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Meet the team


Elna Matamoros combines her work as Ballet Mistress with her contributions to the Theory and History of Dance, as well as with different activities to popularize the Arts.

She has a PhD in Aesthetics and Theory of the Arts from Madrid’s Universidad Autónoma where she got first class cum laude and an International Mention; she gained a Master of Arts in Dance Education from New York University as a Fulbright intern and has a degree in Classical Ballet. In addition, she got distinction in the exams of the Real Conservatorio Superior de Arte Dramático y Danza in Madrid, which she sat as an external student.

As a dancer, she trained mainly with her mother, Carmina Ocaña, following the Danish Ballet School that was established by August Bournonville in the 19th century. She continued her training with Wilhelm Burmann and David Howard in New York. She has taught at the Víctor Ullate Ballet Dresden Semperoper, New York’s Ballet Hispánico School of Dance, Conservatorio Superior de Danza María de Ávila in Madrid, Real Conservatorio Profesional de Danza Mariemma and Escuela de Ballet Carmina Ocaña, among other institutions. Elna Matamoros was part of the Ballet Nacional de España in the capacity of Mistress of the company from 2002 to 2012, when at the request of José Carlos Martínez, she joined the Compañía Nacional de Danza as Repetiteur Mistress. 
At the CND she was in charge of ballets from very different periods and styles that were penned by José Carlos Martínez, George Balanchine, Tony Fabre, Itzik Galili, William Forsythe or Léonide Massine, among others. For the commemorative galas for the 35th anniversary of the CND, she staged Bournonville’s Flower Festival in Genzano, and in 2016 she revived for dancer Elena Vostrotina, the version that Mikhail Fokine created of its emblematic solo The dying Swan for Elna Ørnberg in Denmark in 1925. She has also been the author and coordinator of the collection of the CND educational booklets about authors, styles, ballets, and topics that are directly related to dancing on stage.

She wrote Augusto Bournonville, Historia y estilo (Madrid, Akal, 2008, with a prologue by Tamara Rojo), and was commissioned by the Fundación Antonio Gades, the publication of Carmen/Gades 25 Años (Madrid, Fundación Autor, 2008). Her blog Once Upon a Chácena ( gives an insight into the performing arts from the point of view of the artist. Also, she has regularly published articles in specialised publications; she has contributed articles to El Cultural since 2012. She took part in the commemoration of the 100th anniversary of the premiere of El sombrero de tres picos by Diaghilev’s Ballets Russes in 1919 with her research article “Léonide Massine y la modernidad española” [Léonide Massine and Spanish Modernity] which appeared in the catalogue of the exhibition organised by the Patronato de la Alhambra y el Generalife. She also participated along with Lorca Massine and José Carlos Martínez in the International Conference that was held in parallel at the Palacio de la Madraza in Granada.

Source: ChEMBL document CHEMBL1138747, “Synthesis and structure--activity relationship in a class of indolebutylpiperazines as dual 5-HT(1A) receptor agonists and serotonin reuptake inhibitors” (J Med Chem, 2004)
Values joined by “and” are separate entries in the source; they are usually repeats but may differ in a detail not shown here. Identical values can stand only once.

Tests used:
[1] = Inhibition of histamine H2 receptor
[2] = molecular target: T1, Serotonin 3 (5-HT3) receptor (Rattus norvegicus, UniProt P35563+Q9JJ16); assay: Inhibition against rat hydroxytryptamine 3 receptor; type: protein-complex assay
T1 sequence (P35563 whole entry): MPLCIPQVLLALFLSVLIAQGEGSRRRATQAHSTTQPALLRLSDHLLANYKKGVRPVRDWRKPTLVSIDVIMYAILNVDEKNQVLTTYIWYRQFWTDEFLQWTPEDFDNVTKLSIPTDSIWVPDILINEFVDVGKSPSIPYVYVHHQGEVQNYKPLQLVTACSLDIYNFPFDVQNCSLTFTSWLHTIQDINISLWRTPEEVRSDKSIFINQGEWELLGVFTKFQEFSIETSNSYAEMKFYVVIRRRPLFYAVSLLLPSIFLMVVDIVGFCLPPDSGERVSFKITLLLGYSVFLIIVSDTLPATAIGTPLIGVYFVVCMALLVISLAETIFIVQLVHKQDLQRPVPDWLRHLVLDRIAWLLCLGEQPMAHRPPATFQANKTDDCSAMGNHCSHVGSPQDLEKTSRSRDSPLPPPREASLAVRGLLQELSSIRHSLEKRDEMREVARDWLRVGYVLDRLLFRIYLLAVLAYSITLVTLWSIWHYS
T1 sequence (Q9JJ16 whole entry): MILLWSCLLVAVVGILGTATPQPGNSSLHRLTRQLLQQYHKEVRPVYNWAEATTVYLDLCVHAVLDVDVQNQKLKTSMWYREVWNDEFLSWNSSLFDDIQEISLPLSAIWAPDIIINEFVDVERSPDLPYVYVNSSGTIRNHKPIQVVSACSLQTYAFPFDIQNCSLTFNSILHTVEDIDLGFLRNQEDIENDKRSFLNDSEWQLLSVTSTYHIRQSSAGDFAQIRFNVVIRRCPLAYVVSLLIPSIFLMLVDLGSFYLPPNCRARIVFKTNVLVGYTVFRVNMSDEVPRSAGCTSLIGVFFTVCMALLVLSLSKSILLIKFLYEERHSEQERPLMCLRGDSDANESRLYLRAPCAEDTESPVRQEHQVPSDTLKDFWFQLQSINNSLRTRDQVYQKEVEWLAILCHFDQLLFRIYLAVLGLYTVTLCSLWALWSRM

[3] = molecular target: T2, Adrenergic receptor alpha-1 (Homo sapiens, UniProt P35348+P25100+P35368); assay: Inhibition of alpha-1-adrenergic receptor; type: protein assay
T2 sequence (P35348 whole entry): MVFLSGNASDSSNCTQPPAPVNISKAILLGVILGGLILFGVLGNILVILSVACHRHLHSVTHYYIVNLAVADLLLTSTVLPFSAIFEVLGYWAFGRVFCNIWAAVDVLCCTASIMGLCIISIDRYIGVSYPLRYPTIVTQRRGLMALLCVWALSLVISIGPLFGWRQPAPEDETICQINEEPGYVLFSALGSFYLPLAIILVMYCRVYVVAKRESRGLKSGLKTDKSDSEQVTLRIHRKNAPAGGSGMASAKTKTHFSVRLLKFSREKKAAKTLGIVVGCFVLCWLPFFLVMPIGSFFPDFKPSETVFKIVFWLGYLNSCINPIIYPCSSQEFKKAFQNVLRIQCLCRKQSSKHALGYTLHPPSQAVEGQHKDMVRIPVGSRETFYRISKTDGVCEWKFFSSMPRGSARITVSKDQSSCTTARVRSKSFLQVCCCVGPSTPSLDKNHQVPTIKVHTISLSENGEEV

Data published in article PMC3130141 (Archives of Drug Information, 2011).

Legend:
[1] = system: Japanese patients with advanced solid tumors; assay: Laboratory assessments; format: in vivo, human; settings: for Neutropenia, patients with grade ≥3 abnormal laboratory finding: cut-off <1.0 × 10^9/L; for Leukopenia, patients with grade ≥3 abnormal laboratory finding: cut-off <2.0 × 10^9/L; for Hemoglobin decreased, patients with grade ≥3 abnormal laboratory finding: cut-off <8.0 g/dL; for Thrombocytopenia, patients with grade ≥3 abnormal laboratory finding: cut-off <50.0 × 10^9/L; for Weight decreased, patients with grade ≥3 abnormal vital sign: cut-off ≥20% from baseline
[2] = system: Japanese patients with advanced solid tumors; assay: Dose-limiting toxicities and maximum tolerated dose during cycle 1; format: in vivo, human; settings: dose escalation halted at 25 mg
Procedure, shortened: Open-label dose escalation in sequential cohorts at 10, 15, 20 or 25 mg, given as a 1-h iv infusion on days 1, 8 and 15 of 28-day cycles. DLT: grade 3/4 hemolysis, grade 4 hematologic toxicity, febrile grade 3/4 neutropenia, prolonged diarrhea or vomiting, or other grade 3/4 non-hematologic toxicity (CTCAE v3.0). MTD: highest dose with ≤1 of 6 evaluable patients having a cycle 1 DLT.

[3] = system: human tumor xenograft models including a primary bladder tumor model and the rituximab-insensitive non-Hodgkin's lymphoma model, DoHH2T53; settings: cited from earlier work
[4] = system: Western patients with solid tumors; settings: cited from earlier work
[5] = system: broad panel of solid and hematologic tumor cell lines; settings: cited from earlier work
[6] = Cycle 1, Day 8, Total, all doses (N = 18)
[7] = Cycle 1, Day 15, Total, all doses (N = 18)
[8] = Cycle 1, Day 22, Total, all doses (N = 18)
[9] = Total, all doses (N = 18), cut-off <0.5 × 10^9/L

She has been an advisor for the Fundación Juan March, Comisión Fulbright (The Fulbrigh Program), FWF Austrian Science Fund and Fundación Loewe; for the latter, for whom she has collaborated since 2006, she has programmed and coordinated the Encuentros Loewe scheme with the Danza series as well as in the debate “La Escuela Bolera hoy” [The escuela bolera today] (Teatro Real, 2009). She often reads papers at conferences and has given courses in Anthropology and History of Dance, Analysis of the 20th century repertoire and Ballet Methodology; since 2016 she has been guest teacher at the Zürcher Hochschule der Künste where she teaches academic technique and specific subjects for master students. Since 2019 she teaches in the Master in Educational Dance of Madrid’s Universidad Autónoma. 

In 2019 she returned to the Ballet Nacional de España as Ballet Mistress under the directorship of Rubén Olmo.



Place of birth